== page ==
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When a Diagnosis is Cancer, Where you are Treated First Matters

Warren Bratton Warren Bratton

Warren Bratton and his wife, Eugenia, were taking a leisurely drive along Lake Michigan when "that feeling" came on again. He felt like he was about to pass out in the passenger seat. His wife drove him straight to the University of Chicago Medicine emergency department.

Bratton, who had been suffering from episodes of chest pain and feeling faint, did not have heart disease or vertigo, as physicians at a local hospital had suggested.

Tests revealed that a large growth in Bratton's chest had wrapped around his aorta and was cutting off the blood supply to his brain. The Aurora, Ill., resident also had a mass on his neck. Sonali Smith, MD, director of the lymphoma program at the University of Chicago Medicine, diagnosed a rare and aggressive form of non-Hodgkin lymphoma.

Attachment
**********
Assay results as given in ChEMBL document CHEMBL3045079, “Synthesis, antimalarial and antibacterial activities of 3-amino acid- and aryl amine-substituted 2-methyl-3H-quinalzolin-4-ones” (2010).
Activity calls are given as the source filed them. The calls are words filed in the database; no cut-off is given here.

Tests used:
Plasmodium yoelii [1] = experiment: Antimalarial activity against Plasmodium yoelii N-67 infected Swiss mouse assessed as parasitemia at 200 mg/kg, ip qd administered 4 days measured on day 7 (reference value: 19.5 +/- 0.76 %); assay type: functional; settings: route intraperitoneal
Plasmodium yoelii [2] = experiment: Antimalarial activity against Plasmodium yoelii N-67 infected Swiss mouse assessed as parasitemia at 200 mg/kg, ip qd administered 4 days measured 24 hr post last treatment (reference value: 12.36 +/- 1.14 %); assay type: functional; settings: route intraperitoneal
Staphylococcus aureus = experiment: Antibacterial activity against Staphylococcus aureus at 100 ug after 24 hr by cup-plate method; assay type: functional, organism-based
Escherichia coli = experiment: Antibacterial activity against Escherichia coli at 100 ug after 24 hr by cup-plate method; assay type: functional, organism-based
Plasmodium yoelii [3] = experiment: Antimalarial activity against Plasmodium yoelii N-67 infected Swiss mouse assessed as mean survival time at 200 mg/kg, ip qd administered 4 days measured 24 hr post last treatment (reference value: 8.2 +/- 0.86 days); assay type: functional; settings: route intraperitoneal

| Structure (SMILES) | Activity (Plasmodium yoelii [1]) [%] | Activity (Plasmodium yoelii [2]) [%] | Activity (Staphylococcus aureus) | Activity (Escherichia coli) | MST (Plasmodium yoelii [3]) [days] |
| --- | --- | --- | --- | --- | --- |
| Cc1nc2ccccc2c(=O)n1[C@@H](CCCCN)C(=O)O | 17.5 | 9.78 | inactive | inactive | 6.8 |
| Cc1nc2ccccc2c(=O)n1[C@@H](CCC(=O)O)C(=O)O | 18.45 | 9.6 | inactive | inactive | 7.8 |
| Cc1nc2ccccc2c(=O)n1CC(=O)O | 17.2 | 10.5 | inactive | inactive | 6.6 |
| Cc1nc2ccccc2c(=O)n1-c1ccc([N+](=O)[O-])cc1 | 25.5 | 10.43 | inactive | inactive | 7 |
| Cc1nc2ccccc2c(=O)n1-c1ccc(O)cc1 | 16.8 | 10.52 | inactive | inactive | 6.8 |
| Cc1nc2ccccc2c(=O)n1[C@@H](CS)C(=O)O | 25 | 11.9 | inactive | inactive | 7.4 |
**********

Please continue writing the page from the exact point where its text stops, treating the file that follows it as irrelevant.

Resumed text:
"I literally owe my life to Dr. Smith and her team."

For the most effective treatment, an accurate diagnosis is critically important. The University of Chicago Medicine's multidisciplinary lymphoma team has the experience and expertise to help identify even the most difficult to diagnose of the approximately 60 different types of lymphoma. Physicians from around the world consult with the team's renowned hematopathologists on complex cases.

Lymphoma patients at the University of Chicago Medicine also have access to clinical trials of promising new drugs.

Sonali Smith, MDSonali Smith, MD

Bratton, who had a rare and challenging cancer, began an aggressive chemotherapy approach that saved his life. Five years later, the 69-year-old retired locomotive engineer feels great and is considered cured.

"If I had not been treated at the University of Chicago Medicine, I wouldn't be here today," Bratton said. "I literally owe my life to Dr. Smith and her team."

"Where you are treated first can make a difference," said Smith. Along with access to new chemotherapy drugs and targeted therapies, patients may benefit from seeing a specialist and a team of physicians who treat a high volume of patients with their disease.

December 2012

This story originally ran in the Fall 2012 issue of Imagine, a quarterly magazine published by the University of Chicago Medicine.
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